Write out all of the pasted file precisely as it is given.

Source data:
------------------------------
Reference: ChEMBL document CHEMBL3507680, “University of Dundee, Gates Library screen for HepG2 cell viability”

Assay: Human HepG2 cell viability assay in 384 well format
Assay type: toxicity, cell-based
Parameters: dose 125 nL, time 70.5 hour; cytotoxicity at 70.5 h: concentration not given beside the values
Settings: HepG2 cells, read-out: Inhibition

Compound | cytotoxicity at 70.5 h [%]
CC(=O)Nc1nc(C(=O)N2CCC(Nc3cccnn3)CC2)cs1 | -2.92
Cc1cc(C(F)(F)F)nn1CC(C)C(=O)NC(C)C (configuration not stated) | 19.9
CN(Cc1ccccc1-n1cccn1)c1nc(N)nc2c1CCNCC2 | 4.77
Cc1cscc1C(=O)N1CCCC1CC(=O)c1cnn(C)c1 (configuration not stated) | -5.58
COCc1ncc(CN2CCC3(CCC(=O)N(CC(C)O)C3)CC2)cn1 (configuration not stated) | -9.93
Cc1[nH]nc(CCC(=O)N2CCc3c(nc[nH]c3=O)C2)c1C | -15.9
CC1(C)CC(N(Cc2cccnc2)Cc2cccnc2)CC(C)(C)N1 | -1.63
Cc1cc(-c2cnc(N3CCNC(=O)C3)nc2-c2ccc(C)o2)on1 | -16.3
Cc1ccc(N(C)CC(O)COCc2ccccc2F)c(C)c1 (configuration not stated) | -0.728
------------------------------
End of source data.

Reference: ChEMBL document CHEMBL3507680, “University of Dundee, Gates Library screen for HepG2 cell viability”

Assay: Human HepG2 cell viability assay in 384 well format
Assay type: toxicity, cell-based
Parameters: dose 125 nL, time 70.5 hour; cytotoxicity at 70.5 h: concentration not given beside the values
Settings: HepG2 cells, read-out: Inhibition

Compound | cytotoxicity at 70.5 h [%]
CC(=O)Nc1nc(C(=O)N2CCC(Nc3cccnn3)CC2)cs1 | -2.92
Cc1cc(C(F)(F)F)nn1CC(C)C(=O)NC(C)C (configuration not stated) | 19.9
CN(Cc1ccccc1-n1cccn1)c1nc(N)nc2c1CCNCC2 | 4.77
Cc1cscc1C(=O)N1CCCC1CC(=O)c1cnn(C)c1 (configuration not stated) | -5.58
COCc1ncc(CN2CCC3(CCC(=O)N(CC(C)O)C3)CC2)cn1 (configuration not stated) | -9.93
Cc1[nH]nc(CCC(=O)N2CCc3c(nc[nH]c3=O)C2)c1C | -15.9
CC1(C)CC(N(Cc2cccnc2)Cc2cccnc2)CC(C)(C)N1 | -1.63
Cc1cc(-c2cnc(N3CCNC(=O)C3)nc2-c2ccc(C)o2)on1 | -16.3
Cc1ccc(N(C)CC(O)COCc2ccccc2F)c(C)c1 (configuration not stated) | -0.728